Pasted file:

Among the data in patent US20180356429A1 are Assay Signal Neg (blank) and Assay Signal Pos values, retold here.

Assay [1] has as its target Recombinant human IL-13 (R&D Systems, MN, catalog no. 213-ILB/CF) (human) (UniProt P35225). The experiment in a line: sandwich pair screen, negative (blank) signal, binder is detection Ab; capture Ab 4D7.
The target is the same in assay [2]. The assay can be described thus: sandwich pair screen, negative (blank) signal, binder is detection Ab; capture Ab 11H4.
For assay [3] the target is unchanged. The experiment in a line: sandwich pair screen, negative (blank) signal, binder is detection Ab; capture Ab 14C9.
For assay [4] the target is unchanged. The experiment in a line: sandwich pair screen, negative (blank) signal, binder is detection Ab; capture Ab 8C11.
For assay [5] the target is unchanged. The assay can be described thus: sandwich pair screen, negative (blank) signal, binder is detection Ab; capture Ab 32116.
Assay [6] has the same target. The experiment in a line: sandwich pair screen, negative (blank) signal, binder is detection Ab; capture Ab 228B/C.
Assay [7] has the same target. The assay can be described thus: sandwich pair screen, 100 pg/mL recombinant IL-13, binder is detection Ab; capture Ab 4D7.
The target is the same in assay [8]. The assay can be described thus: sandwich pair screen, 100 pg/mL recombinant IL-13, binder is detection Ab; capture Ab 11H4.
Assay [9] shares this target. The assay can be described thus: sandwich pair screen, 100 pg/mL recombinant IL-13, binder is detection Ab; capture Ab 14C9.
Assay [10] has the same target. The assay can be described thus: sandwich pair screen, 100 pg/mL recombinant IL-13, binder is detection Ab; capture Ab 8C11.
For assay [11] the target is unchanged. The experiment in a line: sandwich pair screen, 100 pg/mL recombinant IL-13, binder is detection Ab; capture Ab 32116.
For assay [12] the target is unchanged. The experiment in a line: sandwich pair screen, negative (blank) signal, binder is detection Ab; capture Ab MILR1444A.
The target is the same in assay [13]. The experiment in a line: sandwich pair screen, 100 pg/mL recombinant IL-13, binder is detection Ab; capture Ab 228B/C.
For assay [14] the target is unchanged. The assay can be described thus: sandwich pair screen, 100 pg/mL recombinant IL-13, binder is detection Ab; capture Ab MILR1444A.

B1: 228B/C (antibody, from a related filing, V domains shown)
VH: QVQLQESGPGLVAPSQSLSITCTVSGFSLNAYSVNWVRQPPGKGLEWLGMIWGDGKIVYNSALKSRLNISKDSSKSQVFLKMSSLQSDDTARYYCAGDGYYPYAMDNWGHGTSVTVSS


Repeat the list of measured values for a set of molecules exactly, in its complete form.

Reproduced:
Among the data in patent US20180356429A1 are Assay Signal Neg (blank) and Assay Signal Pos values, retold here.

Assay [1] has as its target Recombinant human IL-13 (R&D Systems, MN, catalog no. 213-ILB/CF) (human) (UniProt P35225). The experiment in a line: sandwich pair screen, negative (blank) signal, binder is detection Ab; capture Ab 4D7.
The target is the same in assay [2]. The assay can be described thus: sandwich pair screen, negative (blank) signal, binder is detection Ab; capture Ab 11H4.
For assay [3] the target is unchanged. The experiment in a line: sandwich pair screen, negative (blank) signal, binder is detection Ab; capture Ab 14C9.
For assay [4] the target is unchanged. The experiment in a line: sandwich pair screen, negative (blank) signal, binder is detection Ab; capture Ab 8C11.
For assay [5] the target is unchanged. The assay can be described thus: sandwich pair screen, negative (blank) signal, binder is detection Ab; capture Ab 32116.
Assay [6] has the same target. The experiment in a line: sandwich pair screen, negative (blank) signal, binder is detection Ab; capture Ab 228B/C.
Assay [7] has the same target. The assay can be described thus: sandwich pair screen, 100 pg/mL recombinant IL-13, binder is detection Ab; capture Ab 4D7.
The target is the same in assay [8]. The assay can be described thus: sandwich pair screen, 100 pg/mL recombinant IL-13, binder is detection Ab; capture Ab 11H4.
Assay [9] shares this target. The assay can be described thus: sandwich pair screen, 100 pg/mL recombinant IL-13, binder is detection Ab; capture Ab 14C9.
Assay [10] has the same target. The assay can be described thus: sandwich pair screen, 100 pg/mL recombinant IL-13, binder is detection Ab; capture Ab 8C11.
For assay [11] the target is unchanged. The experiment in a line: sandwich pair screen, 100 pg/mL recombinant IL-13, binder is detection Ab; capture Ab 32116.
For assay [12] the target is unchanged. The experiment in a line: sandwich pair screen, negative (blank) signal, binder is detection Ab; capture Ab MILR1444A.
The target is the same in assay [13]. The experiment in a line: sandwich pair screen, 100 pg/mL recombinant IL-13, binder is detection Ab; capture Ab 228B/C.
For assay [14] the target is unchanged. The assay can be described thus: sandwich pair screen, 100 pg/mL recombinant IL-13, binder is detection Ab; capture Ab MILR1444A.

B1: 228B/C (antibody, from a related filing, V domains shown)
VH: QVQLQESGPGLVAPSQSLSITCTVSGFSLNAYSVNWVRQPPGKGLEWLGMIWGDGKIVYNSALKSRLNISKDSSKSQVFLKMSSLQSDDTARYYCAGDGYYPYAMDNWGHGTSVTVSS